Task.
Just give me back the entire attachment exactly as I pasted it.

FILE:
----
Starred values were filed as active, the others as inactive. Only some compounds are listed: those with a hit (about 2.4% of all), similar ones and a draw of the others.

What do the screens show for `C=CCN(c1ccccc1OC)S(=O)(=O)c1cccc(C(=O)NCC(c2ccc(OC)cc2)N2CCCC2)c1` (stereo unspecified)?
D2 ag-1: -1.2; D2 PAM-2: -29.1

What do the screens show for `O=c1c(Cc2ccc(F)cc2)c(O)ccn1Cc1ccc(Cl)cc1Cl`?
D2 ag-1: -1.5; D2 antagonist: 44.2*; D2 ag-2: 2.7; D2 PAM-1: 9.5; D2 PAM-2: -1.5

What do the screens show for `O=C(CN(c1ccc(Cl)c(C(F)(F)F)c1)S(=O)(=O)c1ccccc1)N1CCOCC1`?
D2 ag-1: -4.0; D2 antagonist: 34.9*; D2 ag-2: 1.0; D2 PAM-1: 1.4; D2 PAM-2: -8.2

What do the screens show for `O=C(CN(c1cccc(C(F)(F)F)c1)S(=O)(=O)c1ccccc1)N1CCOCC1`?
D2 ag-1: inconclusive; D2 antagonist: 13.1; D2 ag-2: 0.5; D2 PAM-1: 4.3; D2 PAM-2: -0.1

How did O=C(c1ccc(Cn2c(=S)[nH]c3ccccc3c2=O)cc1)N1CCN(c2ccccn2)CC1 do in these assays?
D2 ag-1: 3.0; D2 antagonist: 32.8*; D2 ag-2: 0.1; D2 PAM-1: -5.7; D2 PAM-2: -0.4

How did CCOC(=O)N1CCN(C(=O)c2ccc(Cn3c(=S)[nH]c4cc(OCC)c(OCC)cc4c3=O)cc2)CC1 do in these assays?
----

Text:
Starred values were filed as active, the others as inactive. Only some compounds are listed: those with a hit (about 2.4% of all), similar ones and a draw of the others.

What do the screens show for `C=CCN(c1ccccc1OC)S(=O)(=O)c1cccc(C(=O)NCC(c2ccc(OC)cc2)N2CCCC2)c1` (stereo unspecified)?
D2 ag-1: -1.2; D2 PAM-2: -29.1

What do the screens show for `O=c1c(Cc2ccc(F)cc2)c(O)ccn1Cc1ccc(Cl)cc1Cl`?
D2 ag-1: -1.5; D2 antagonist: 44.2*; D2 ag-2: 2.7; D2 PAM-1: 9.5; D2 PAM-2: -1.5

What do the screens show for `O=C(CN(c1ccc(Cl)c(C(F)(F)F)c1)S(=O)(=O)c1ccccc1)N1CCOCC1`?
D2 ag-1: -4.0; D2 antagonist: 34.9*; D2 ag-2: 1.0; D2 PAM-1: 1.4; D2 PAM-2: -8.2

What do the screens show for `O=C(CN(c1cccc(C(F)(F)F)c1)S(=O)(=O)c1ccccc1)N1CCOCC1`?
D2 ag-1: inconclusive; D2 antagonist: 13.1; D2 ag-2: 0.5; D2 PAM-1: 4.3; D2 PAM-2: -0.1

How did O=C(c1ccc(Cn2c(=S)[nH]c3ccccc3c2=O)cc1)N1CCN(c2ccccn2)CC1 do in these assays?
D2 ag-1: 3.0; D2 antagonist: 32.8*; D2 ag-2: 0.1; D2 PAM-1: -5.7; D2 PAM-2: -0.4

How did CCOC(=O)N1CCN(C(=O)c2ccc(Cn3c(=S)[nH]c4cc(OCC)c(OCC)cc4c3=O)cc2)CC1 do in these assays?